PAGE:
But we must proceed with caution. New technologies can shape the architecture of our brains. When early humans began to use tools to make markings and patterns, new neurons were activated that ultimately enabled the brain to use the visual cortex in an entirely new way—to read and write. In our own day, a January report in JAMA Pediatrics showed that habitual social media use is producing changes in how adolescent brains respond to social rewards.

There is much that we still don’t know about foundational brain development. Introducing young brains to responsive AI may alter them in fundamental ways we can’t anticipate. If we provide the wrong sort of input or interaction, we may distort cognitive development in far-reaching ways.

Consider one recent revelation in neuroscience. Researchers have long understood that more conversations between adults and children leads to advances in children’s language and vocabulary development. But studies in the last decade have unveiled a crucial mechanism underlying this relationship: The brain waves of children and their human caregivers literally sync up when they are trying to communicate or play together. This has also been observed in adults doing collaborative activities like singing or dancing in groups and communicating face to face. They experience similar brain activity in the same brain regions, and the more their brain waves match, the more productive the outcome.

In children and their caregivers, that phenomenon happens particularly in the prefrontal cortex, where learning takes place, as a team of Princeton researchers reported in 2020. Further research with young children has shown that this “neural synchrony” boosts vocabulary acquisition as well as social learning and problem-solving skills. Artificial intelligence, though able to engage in back-and-forth exchanges, lacks the physical human brain necessary for neural synchrony. We simply do not yet know what it means for the developing human brain to experience one without the other.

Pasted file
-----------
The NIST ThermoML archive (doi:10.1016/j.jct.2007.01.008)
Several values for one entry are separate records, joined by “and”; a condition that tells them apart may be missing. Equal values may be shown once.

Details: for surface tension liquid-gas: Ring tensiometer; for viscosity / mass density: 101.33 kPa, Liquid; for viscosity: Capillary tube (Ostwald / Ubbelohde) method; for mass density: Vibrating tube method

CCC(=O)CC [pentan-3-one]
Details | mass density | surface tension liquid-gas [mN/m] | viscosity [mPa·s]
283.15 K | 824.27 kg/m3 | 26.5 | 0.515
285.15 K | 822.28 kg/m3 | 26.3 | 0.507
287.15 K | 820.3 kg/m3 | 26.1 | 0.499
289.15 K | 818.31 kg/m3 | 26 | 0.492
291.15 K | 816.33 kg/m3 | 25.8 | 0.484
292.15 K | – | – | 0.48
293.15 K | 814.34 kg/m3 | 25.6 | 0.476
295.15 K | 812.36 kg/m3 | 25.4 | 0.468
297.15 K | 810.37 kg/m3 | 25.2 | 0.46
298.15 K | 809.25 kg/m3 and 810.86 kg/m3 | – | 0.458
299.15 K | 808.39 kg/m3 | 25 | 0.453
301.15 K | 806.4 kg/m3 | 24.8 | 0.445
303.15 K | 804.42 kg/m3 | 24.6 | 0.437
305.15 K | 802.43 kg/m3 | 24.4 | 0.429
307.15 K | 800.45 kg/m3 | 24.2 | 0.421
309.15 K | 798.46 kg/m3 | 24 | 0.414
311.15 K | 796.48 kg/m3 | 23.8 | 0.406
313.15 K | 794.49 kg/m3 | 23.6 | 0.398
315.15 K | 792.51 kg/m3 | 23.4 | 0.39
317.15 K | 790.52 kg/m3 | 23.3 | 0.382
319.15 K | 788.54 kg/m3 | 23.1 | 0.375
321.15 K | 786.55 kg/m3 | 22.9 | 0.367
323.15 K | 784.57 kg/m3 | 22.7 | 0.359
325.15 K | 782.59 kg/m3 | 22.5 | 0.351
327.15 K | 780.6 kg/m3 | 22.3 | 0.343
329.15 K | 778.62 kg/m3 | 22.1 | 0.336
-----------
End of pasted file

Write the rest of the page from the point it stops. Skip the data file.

Resiliency—which is just as important as cognition when it comes to lifelong achievement—is another skill that is almost entirely dependent on early, foundational brain development. When a child encounters a variety of experiences early in life and is guided through those experiences by a loving adult, they learn how to respond adaptively.

Resiliency—which is just as important as cognition when it comes to lifelong achievement—is another skill that is almost entirely dependent on early, foundational brain development. When a child encounters a variety of experiences early in life and is guided through those experiences by a loving adult, they learn how to respond adaptively.

Research also shows that adults with positive memories of receiving lots of care from their parents display higher levels of “grit” and ambition. But what does it mean for a child to grow attached to an automaton, if parents cede some fundamental responsibilities? “There is a danger that this could have a serious effect on their social and emotional development,” wrote Noel Sharkey and Amanda Sharkey, researchers at the University of Sheffield, in a paper in the journal Ethics and Information Technology in 2021.

We cannot put the AI genie back in its bottle, nor should we. But without better understanding, we risk squandering the capacity for development that resides in the first few years of life—and risk disrupting our own evolutionary fabric.

Dr. Dana Suskind is co-director of the TMW Center for Early Learning + Public Health and the founding director of the Pediatric Cochlear Implant Program at the University of Chicago.